(CNN) -- The man accused of killing six people in an Arizona shooting rampage can receive medical treatment for another four months, a federal judge ruled Monday after reviewing a report from a psychologist that found "measurable progress" in the suspect's condition.
The medical treatment plan for Jared Loughner -- aimed at improving his mental state, so he would be competent to stand trial -- was set to expire on Wednesday.
On Monday, U.S. District Judge Larry Burns decided to extend that treatment until at least June 7, Ninth Circuit court spokesman David Madden said.
Loughner, 23, allegedly killed six people and wounded 13 others during a January 2011 meet-and-greet event for then-U.S. Rep. Gabrielle Giffords outside a Tucson supermarket. Giffords, who was shot in the head, stepped down from her position in Congress last month in order to focus on her recovery.
Prosecutors have said that Loughner suffers from schizophrenia, and his mental condition has been central to much of the related court proceedings since the mass shooting.
Burns led Monday's hearing from San Diego, where he is based. He is overseeing the case in part because one of the shooter's victims was Arizona-based federal Judge John Roll.
Prosecutors and defense attorneys participated from Tucson in Monday's session by videoconference, according to Madden.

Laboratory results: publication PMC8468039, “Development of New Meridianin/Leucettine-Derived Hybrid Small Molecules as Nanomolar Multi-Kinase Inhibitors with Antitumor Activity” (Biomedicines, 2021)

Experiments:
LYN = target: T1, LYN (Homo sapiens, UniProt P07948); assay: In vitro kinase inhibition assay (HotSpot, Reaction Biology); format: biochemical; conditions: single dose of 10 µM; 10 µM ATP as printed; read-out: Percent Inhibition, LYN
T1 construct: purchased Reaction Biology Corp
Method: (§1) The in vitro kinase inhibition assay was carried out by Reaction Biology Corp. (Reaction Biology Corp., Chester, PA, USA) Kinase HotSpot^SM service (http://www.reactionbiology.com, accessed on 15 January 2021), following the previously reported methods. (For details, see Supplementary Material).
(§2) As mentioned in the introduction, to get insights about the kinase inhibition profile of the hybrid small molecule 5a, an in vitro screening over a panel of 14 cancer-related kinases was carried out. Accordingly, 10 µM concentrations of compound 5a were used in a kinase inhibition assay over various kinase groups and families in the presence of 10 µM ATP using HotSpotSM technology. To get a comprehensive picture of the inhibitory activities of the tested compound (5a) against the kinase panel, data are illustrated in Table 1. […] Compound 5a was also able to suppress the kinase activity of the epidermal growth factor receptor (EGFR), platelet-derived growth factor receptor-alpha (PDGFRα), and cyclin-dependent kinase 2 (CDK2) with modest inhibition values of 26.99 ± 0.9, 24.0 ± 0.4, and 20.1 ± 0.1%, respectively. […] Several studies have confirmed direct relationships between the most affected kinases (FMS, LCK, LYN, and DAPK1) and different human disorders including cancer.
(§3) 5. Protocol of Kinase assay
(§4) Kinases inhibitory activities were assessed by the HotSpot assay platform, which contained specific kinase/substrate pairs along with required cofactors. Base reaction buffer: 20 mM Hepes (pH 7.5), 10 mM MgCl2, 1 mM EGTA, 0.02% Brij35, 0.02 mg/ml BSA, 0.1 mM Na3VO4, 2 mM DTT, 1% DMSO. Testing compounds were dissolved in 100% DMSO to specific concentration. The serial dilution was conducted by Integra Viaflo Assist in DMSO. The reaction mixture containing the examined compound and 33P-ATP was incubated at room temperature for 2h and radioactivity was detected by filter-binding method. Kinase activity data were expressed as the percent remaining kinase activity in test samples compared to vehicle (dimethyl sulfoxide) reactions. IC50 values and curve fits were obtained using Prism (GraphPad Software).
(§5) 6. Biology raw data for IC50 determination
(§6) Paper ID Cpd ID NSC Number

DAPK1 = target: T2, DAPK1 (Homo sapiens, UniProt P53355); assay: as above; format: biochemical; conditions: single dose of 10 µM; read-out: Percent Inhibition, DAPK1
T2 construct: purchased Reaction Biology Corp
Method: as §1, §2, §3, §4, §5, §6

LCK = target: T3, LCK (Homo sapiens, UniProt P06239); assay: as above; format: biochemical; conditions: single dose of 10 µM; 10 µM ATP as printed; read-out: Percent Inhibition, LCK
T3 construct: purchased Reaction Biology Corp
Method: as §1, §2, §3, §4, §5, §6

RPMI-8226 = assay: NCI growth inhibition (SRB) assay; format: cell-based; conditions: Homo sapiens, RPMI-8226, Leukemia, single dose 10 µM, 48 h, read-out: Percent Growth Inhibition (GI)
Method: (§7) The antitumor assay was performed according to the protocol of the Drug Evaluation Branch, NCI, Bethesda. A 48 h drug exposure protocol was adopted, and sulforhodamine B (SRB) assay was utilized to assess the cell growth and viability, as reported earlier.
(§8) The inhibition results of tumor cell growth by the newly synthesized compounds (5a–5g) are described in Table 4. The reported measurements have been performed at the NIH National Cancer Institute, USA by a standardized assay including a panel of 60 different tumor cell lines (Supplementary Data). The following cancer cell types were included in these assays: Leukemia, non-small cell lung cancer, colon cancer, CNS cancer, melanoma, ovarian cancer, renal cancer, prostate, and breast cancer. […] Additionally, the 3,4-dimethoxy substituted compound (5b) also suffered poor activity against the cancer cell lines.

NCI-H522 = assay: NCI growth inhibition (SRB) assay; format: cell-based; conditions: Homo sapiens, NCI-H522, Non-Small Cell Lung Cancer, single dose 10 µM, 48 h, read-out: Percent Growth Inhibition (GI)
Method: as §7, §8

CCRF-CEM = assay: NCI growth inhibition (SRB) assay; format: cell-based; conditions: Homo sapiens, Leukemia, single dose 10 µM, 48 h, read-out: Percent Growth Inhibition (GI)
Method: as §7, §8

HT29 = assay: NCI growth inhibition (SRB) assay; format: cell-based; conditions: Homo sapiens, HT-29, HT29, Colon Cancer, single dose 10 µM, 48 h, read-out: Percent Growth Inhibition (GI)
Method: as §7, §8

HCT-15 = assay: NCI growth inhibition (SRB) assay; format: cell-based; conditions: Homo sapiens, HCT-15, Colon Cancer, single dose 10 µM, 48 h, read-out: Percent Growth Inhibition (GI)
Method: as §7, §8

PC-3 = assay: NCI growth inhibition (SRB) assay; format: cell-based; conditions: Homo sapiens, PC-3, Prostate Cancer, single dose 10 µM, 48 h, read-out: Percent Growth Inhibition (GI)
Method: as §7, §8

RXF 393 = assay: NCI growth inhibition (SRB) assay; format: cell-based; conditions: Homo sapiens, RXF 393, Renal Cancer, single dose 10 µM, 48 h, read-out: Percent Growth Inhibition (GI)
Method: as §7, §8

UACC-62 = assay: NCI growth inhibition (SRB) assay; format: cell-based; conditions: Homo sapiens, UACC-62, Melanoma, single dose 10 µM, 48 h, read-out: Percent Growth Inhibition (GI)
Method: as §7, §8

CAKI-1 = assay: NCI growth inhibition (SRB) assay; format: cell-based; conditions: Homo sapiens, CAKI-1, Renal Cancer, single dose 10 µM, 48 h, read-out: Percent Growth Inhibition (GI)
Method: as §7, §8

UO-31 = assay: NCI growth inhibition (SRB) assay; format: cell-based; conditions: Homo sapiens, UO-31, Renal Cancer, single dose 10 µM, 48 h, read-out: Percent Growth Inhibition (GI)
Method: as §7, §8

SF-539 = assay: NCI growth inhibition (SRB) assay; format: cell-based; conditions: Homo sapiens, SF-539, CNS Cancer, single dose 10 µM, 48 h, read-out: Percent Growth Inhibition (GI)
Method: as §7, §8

The judge reviewed a report prepared by Dr. Christina Pietz, Loughner's psychologist, indicating the suspect had made what Burns termed "measurable progress" toward competency.
Burns made his decision to extend Loughner's treatment based on that report, said the court spokesman. Neither the defense nor the prosecution presented any additional evidence.
Pietz will notify Burns if she determines Loughner is competent before June 7.
Loughner was declared incompetent to stand trial last May after an initial evaluation term at a federal mental hospital in Springfield, Missouri, where he is now.
In July, bizarre and suicidal actions by Loughner while in custody pushed a federal appeals panel to allow authorities to force the defendant to take anti-psychotic medication.
Prosecutors said then that Loughner had been deteriorating: He displayed screaming and crying fits that lasted hours, harmed himself and made claims that the radio was inserting thoughts into his head, they said.
His attorneys have consistently fought court rulings that Loughner continue his treatment at the Missouri hospital.
In November, defense attorney Ellis Johnston argued before a different federal judge that the side effects of the psychotropic drugs he has been receiving during his court-ordered treatment may interfere with Loughner's ability to work with his attorneys.
But Assistant U.S. Attorney Christina Cabanillas said then that Loughner "could revert to being a danger to himself" if the medication were halted.
"It is his mental illness that is the cause of the danger in the hospital setting," Cabanillas told the court.